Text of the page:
King: Cano wants new contract

Born in Southwestern Ohio and currently residing on the Chesapeake Bay, Brien is a former editor-in-chief of IIATMS who now spends most of his time sitting on his deck watching his tomatoes ripen and consuming far more MLB Network programming than is safe for one's health or sanity.

22 thoughts on “King: Cano wants new contract

  1. jay_robertson

    We sorta could see this coming, when he hired Scotty, eh? Does Boras think anyone would bite on the notion of him giving a better deal, a discount of sorts, if the options were dropped and a new contract signed tomorrow?

    No matter what ridiculous money Cano would want (and likely command) at the end of his current contract, Boras is going to ask for the same money right now, along with voiding his current relatively cheap option years.

    Unless there is an early signing discount, this is an easy decision to make. Put it off as long as possible – who knows, maybe Boras will have a breakdown just like Ari Goldman and Tom Cruise.

    • BrienJackson

      I think that's a misuse of the term "discount." Cliff Lee took a discount of sorts because he wanted to go to Philly. Trading some potential future earnings for an actual guarantee of more money than you have at the moment is, at most, buying security. Because until the signatures are on the paper, all of that money you supposedly left on the table is just hypothetical.

      But even then, if the Yankees could sign him to the exact same contract now, rather than two years from now, that would obviously be to their benefit as well.

      • rick.

        I still dont understand why people think Cliff Lee took a "discount", his contract is 120 million for 5 years, thats a higher annual salary than CC's. That's not even accounting for the vesting option for the 6th year worth 27.5 million.

        Yes the Yankees could have offered a higher annual salary or what not, but 24millions per year for years doesnt seem like a discount to me.

  2. Damian

    At this point, I would wonder how many years beyond 2013 the Yankees would be willing to commit to Cano. I think it would be a hard case to justify working out a deal that goes more than three years beyond that. But if they could do just that–go 3 years beyond 2013 at $20 million per year, while giving Cano a raise in 2012 and 2013, that could end up working out in the end. That deal would expire after 2016 season, at which time Cano would be 34 years old, his prime likely (noticeably) over. If the Yankees wait until free agency after 2013, when Cano will probably still be an elite player, a new contract would probably have to go until after 2015 or 2016. The last couple years of that deal could be ugly.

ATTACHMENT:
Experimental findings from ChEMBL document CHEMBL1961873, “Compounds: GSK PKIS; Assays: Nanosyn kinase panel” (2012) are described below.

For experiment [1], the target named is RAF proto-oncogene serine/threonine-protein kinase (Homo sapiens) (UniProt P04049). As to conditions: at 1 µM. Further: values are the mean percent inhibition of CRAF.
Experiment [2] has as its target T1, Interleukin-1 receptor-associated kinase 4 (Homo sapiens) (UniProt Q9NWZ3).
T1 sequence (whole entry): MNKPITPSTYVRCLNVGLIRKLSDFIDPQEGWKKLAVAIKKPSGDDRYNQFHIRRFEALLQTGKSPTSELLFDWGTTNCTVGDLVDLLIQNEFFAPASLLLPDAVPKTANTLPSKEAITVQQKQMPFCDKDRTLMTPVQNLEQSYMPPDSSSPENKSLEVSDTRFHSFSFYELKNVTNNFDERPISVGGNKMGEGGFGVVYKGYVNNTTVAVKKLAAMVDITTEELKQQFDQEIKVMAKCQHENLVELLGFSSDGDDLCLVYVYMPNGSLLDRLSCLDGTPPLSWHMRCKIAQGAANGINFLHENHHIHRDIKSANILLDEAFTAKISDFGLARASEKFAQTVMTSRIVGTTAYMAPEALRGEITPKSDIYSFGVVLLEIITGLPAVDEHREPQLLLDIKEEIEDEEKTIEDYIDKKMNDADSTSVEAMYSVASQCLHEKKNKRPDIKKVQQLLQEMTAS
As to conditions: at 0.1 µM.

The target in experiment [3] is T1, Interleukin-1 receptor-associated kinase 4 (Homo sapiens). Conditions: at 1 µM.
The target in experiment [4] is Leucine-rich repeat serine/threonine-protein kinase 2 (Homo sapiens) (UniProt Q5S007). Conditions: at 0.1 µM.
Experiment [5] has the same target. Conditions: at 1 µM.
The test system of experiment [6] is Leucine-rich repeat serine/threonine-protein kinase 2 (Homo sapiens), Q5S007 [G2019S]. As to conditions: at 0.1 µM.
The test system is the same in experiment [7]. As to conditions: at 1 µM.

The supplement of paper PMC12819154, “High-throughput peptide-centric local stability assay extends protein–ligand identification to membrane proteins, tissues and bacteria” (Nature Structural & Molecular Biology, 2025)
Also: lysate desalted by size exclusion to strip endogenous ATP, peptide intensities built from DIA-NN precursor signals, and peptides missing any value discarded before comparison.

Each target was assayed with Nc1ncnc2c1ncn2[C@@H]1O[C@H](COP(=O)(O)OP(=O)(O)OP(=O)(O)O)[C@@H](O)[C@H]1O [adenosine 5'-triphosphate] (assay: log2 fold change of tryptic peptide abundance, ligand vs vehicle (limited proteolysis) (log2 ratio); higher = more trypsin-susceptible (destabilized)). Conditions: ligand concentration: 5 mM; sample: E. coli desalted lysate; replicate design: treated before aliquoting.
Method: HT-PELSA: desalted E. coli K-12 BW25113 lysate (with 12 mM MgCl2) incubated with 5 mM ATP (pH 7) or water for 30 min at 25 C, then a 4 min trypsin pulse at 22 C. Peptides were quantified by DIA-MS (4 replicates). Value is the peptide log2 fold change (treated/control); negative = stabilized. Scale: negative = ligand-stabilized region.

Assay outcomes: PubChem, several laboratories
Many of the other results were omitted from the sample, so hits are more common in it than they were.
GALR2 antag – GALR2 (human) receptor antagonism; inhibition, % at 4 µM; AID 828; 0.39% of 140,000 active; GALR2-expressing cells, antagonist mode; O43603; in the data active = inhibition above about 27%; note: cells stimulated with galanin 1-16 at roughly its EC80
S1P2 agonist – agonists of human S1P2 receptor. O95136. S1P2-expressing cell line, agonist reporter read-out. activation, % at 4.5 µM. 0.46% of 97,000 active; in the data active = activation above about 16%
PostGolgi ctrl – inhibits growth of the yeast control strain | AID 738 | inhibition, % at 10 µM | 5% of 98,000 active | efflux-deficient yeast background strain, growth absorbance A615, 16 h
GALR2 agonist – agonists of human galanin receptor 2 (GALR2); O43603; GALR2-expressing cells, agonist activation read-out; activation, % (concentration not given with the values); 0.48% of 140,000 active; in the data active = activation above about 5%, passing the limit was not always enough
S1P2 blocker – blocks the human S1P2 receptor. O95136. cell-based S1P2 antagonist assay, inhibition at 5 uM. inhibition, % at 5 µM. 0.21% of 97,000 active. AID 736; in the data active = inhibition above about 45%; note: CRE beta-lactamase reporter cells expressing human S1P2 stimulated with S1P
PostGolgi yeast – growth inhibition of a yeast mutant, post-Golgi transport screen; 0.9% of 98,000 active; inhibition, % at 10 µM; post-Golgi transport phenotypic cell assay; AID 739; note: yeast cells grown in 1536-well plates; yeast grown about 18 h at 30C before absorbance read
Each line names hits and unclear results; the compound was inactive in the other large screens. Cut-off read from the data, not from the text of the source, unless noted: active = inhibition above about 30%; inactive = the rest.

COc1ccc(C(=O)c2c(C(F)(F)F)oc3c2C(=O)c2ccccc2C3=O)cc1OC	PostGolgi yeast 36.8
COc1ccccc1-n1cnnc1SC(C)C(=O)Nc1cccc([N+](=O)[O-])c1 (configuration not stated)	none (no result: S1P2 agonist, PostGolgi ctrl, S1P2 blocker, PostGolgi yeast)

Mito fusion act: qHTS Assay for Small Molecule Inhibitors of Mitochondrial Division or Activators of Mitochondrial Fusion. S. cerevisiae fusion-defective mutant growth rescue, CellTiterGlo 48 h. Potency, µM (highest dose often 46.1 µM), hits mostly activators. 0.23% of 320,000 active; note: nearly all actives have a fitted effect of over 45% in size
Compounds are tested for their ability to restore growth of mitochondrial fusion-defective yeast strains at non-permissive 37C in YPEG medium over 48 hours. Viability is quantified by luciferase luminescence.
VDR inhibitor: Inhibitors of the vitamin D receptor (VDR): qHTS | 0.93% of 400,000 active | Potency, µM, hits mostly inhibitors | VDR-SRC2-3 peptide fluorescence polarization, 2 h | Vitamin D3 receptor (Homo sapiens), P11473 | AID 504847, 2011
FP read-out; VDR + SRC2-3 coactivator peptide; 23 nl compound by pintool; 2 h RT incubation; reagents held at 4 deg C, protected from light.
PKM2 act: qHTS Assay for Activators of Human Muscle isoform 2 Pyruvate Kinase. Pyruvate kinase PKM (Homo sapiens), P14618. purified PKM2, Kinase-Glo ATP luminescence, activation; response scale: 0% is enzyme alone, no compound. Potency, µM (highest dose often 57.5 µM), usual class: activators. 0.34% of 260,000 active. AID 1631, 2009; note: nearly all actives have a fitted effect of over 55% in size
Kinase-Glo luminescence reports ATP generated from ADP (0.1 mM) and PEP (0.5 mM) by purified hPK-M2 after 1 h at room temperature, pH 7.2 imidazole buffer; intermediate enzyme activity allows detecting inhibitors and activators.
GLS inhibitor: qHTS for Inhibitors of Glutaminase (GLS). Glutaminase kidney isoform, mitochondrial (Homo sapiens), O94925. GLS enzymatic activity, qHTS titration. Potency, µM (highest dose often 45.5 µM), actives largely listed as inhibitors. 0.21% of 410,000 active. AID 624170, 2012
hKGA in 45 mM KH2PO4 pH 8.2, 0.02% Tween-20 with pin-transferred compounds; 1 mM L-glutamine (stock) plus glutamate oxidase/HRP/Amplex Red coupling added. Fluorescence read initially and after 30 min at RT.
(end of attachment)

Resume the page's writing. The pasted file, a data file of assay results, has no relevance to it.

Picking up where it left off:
So I think there's at least an argument that the Yankees should engage with Boras here, give Cano an immediate raise of a few million over the next couple years, and buy security thereafter without committing to Cano into his mid or late thirties.

    • Frank S.

      Damian, this makes a great deal of sense. He'd have the security of three extra years plus an additional $13 mil for 2012-13; the Yankees would have the security of knowing they won't have to give out yet another deal that will run well beyond the player's prime years.

      • Yes it makes sense and it would benefit both parties, but it's NOT going to happen. They tend to adhere to their policies very strictly. If they make him play out his contract AS IS, who knows what could happen. I'm not sure what kind of scenario would have to play out in the next 2 offseasons to have the front office even remotely consider declining the options and buying him out (perhaps something like GIambi's steroid fiasco and subsequent rapidly declining skills) but let's just say one of them happens and they just reworked his contract the offseason before, now they are stuck with him. I know that sounds far fetched I guess I am just trying to conjure up an additional point of view.

  3. not Montero's dad

    Signing Cano now is buying high. Let him play out his deal. Chase Utley–a superior player to Cano–began his decline at age 30. Granted, it was due to injuries (which of course can happen to Cano), but Utley is a caution tale.

    • BrienJackson

      If you're paying for expected future performance, there's no such thing as buying high or low. Especially when you're negotiating witha player under your control.

      • not Montero's dad

        I consider Posada's last contract to be buying high, after a 338/426/543 season. Same thing would've happened with Jeter if his deal was up after 2009. The most recent season affects what each side portrays as expected fututre performance, and if a player had a great season, that would be buying high, since it is unsustainable; if a player had a poor season, that would be more likely to depress projections, and therefore buy low.